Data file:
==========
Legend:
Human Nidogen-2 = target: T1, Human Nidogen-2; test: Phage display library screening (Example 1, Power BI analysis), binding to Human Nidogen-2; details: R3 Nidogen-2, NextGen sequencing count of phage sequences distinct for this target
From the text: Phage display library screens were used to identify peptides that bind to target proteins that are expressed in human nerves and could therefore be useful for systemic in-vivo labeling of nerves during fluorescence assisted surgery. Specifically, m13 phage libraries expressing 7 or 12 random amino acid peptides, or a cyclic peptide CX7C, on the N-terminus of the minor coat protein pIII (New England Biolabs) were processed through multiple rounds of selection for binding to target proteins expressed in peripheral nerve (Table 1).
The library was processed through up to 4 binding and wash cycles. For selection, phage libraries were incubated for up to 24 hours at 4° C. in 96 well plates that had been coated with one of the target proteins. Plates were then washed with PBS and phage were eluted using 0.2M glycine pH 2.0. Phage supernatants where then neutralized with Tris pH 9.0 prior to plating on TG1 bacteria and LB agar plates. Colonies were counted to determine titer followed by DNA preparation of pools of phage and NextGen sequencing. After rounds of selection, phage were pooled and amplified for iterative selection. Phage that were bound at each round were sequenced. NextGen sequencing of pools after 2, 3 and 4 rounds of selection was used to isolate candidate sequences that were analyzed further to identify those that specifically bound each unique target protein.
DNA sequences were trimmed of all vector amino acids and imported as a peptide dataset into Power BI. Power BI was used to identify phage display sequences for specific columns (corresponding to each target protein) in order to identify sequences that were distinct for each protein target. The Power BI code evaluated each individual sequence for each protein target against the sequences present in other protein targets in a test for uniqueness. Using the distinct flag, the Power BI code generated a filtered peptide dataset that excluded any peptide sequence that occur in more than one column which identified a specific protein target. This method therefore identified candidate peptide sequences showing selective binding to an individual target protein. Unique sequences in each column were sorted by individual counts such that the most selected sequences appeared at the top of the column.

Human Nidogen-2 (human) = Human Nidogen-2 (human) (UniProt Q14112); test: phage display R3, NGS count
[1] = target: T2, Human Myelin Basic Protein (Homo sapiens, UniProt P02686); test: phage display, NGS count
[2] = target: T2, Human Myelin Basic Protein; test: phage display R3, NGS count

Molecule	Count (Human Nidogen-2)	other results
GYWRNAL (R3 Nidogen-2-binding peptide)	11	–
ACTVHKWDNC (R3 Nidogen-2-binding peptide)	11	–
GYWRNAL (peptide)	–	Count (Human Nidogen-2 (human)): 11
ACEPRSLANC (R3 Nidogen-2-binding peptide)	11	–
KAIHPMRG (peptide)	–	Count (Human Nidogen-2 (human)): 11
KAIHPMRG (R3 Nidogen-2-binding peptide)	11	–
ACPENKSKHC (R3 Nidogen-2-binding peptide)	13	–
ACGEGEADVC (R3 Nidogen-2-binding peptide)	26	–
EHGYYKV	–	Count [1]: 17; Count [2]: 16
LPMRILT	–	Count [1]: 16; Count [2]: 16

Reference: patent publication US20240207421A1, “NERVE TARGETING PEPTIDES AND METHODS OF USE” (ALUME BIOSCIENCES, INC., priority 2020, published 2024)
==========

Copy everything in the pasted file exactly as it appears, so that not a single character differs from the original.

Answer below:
Legend:
Human Nidogen-2 = target: T1, Human Nidogen-2; test: Phage display library screening (Example 1, Power BI analysis), binding to Human Nidogen-2; details: R3 Nidogen-2, NextGen sequencing count of phage sequences distinct for this target
From the text: Phage display library screens were used to identify peptides that bind to target proteins that are expressed in human nerves and could therefore be useful for systemic in-vivo labeling of nerves during fluorescence assisted surgery. Specifically, m13 phage libraries expressing 7 or 12 random amino acid peptides, or a cyclic peptide CX7C, on the N-terminus of the minor coat protein pIII (New England Biolabs) were processed through multiple rounds of selection for binding to target proteins expressed in peripheral nerve (Table 1).
The library was processed through up to 4 binding and wash cycles. For selection, phage libraries were incubated for up to 24 hours at 4° C. in 96 well plates that had been coated with one of the target proteins. Plates were then washed with PBS and phage were eluted using 0.2M glycine pH 2.0. Phage supernatants where then neutralized with Tris pH 9.0 prior to plating on TG1 bacteria and LB agar plates. Colonies were counted to determine titer followed by DNA preparation of pools of phage and NextGen sequencing. After rounds of selection, phage were pooled and amplified for iterative selection. Phage that were bound at each round were sequenced. NextGen sequencing of pools after 2, 3 and 4 rounds of selection was used to isolate candidate sequences that were analyzed further to identify those that specifically bound each unique target protein.
DNA sequences were trimmed of all vector amino acids and imported as a peptide dataset into Power BI. Power BI was used to identify phage display sequences for specific columns (corresponding to each target protein) in order to identify sequences that were distinct for each protein target. The Power BI code evaluated each individual sequence for each protein target against the sequences present in other protein targets in a test for uniqueness. Using the distinct flag, the Power BI code generated a filtered peptide dataset that excluded any peptide sequence that occur in more than one column which identified a specific protein target. This method therefore identified candidate peptide sequences showing selective binding to an individual target protein. Unique sequences in each column were sorted by individual counts such that the most selected sequences appeared at the top of the column.

Human Nidogen-2 (human) = Human Nidogen-2 (human) (UniProt Q14112); test: phage display R3, NGS count
[1] = target: T2, Human Myelin Basic Protein (Homo sapiens, UniProt P02686); test: phage display, NGS count
[2] = target: T2, Human Myelin Basic Protein; test: phage display R3, NGS count

Molecule	Count (Human Nidogen-2)	other results
GYWRNAL (R3 Nidogen-2-binding peptide)	11	–
ACTVHKWDNC (R3 Nidogen-2-binding peptide)	11	–
GYWRNAL (peptide)	–	Count (Human Nidogen-2 (human)): 11
ACEPRSLANC (R3 Nidogen-2-binding peptide)	11	–
KAIHPMRG (peptide)	–	Count (Human Nidogen-2 (human)): 11
KAIHPMRG (R3 Nidogen-2-binding peptide)	11	–
ACPENKSKHC (R3 Nidogen-2-binding peptide)	13	–
ACGEGEADVC (R3 Nidogen-2-binding peptide)	26	–
EHGYYKV	–	Count [1]: 17; Count [2]: 16
LPMRILT	–	Count [1]: 16; Count [2]: 16

Reference: patent publication US20240207421A1, “NERVE TARGETING PEPTIDES AND METHODS OF USE” (ALUME BIOSCIENCES, INC., priority 2020, published 2024)